Intrigued by the answers that are never attained by science, I consider myself an individual who is drawn towards every opportunity to enhance my knowledge. This desire for knowledge drove me towards the ambiguities of the brain, one that has led me to bioengineering. The field of computer neuroscience is an up and coming one, that not only works towards making a difference in how the brain would be studied in the future, but also tries to understand the abstraction of the brain. The brain is a fascinating organ of the human body.
My long-term goals include obtaining a master’s and subsequently a MBA. Where this project is going to set basis for graduate school, it also satisfies my thirst for knowledge.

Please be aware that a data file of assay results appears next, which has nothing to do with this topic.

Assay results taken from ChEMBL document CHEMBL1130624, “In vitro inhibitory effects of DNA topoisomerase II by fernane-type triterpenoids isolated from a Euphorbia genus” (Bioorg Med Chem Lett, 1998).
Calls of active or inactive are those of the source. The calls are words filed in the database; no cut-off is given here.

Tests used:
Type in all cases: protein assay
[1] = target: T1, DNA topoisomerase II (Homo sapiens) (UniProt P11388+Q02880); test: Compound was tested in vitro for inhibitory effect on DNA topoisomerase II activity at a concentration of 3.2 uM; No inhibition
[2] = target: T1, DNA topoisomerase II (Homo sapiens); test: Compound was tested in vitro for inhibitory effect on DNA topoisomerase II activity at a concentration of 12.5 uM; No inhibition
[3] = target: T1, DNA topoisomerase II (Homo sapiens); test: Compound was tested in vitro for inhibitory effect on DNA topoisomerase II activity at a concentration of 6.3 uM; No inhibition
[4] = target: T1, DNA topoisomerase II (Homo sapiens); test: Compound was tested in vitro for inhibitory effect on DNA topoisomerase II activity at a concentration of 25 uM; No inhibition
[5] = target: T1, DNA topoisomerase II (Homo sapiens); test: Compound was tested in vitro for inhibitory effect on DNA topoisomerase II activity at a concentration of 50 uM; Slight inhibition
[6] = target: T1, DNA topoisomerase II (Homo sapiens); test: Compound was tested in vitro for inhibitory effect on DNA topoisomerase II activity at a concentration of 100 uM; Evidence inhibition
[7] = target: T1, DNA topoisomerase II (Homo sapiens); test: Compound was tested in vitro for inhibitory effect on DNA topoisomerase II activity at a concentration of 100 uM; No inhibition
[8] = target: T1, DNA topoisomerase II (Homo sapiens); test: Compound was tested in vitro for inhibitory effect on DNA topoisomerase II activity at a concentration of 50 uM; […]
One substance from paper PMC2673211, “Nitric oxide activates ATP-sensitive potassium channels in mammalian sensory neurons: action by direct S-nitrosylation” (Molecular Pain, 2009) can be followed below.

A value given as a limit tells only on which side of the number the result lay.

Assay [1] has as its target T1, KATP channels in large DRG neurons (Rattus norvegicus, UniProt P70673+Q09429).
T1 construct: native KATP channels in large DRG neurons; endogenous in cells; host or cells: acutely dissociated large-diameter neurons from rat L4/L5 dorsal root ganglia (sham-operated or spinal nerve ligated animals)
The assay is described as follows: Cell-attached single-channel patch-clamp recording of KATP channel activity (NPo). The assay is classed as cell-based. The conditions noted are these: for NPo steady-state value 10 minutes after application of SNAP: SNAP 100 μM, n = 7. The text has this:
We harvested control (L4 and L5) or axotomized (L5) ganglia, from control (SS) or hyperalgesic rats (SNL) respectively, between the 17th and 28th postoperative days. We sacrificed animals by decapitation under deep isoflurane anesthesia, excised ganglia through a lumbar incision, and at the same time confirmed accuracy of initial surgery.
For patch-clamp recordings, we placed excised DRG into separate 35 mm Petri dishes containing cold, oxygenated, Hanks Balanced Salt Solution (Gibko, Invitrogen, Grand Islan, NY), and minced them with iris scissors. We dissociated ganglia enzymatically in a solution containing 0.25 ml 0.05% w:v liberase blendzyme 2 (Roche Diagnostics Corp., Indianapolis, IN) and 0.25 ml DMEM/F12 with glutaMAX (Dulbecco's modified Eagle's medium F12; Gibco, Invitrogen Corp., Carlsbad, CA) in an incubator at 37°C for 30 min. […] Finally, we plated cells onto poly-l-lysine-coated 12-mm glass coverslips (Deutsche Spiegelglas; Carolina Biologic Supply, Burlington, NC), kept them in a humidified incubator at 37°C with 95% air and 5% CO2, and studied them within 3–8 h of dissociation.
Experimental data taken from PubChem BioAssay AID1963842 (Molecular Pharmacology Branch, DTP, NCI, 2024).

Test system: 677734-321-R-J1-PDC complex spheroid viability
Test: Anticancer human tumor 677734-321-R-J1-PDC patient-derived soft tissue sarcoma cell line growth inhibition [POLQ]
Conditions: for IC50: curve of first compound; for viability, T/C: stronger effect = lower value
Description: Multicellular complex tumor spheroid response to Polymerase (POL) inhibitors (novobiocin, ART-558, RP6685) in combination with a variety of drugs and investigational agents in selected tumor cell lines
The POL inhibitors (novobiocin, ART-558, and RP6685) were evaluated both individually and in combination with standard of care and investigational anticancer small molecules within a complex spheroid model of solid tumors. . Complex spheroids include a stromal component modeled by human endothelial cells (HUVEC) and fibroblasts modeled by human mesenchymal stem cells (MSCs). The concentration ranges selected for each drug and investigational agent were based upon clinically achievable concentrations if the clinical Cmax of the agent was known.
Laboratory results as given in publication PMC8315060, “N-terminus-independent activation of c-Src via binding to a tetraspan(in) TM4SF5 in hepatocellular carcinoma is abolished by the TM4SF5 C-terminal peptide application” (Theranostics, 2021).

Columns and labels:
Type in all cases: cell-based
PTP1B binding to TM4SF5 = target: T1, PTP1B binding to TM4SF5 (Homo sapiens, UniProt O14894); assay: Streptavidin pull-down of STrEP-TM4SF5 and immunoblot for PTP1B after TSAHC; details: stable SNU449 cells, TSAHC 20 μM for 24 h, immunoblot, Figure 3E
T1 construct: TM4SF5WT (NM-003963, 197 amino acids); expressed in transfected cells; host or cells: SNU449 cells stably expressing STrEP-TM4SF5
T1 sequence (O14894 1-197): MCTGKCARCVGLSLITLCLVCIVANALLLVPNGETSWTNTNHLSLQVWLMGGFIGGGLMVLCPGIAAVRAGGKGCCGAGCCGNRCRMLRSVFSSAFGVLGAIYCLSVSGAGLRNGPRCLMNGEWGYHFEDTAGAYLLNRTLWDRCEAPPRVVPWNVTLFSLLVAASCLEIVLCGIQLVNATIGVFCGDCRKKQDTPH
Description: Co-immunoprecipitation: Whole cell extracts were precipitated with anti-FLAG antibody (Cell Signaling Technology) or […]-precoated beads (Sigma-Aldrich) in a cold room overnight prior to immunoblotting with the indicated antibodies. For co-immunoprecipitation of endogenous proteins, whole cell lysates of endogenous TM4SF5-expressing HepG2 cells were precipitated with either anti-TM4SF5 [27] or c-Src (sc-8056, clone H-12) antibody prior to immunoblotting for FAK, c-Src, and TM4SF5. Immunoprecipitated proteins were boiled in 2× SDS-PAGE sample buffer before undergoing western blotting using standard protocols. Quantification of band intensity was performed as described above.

A typical week at the Sensory Motor Lab has me sitting on my designated workspace in front of my computer working on the modeling and simulation of the primary motor cortex. The week starts strong, with defined outcomes. However, as any other research the expected outcomes give way to troubleshooting syntax and the theoretical probabilities that the model uses. As a senior, time during the week is limited, and thus over the weekend I try catching up on the missed work.
Computers do not lie, something I learn over and over again. Simply thinking that you have everything right in terms of syntax, and code does not mean that is the case.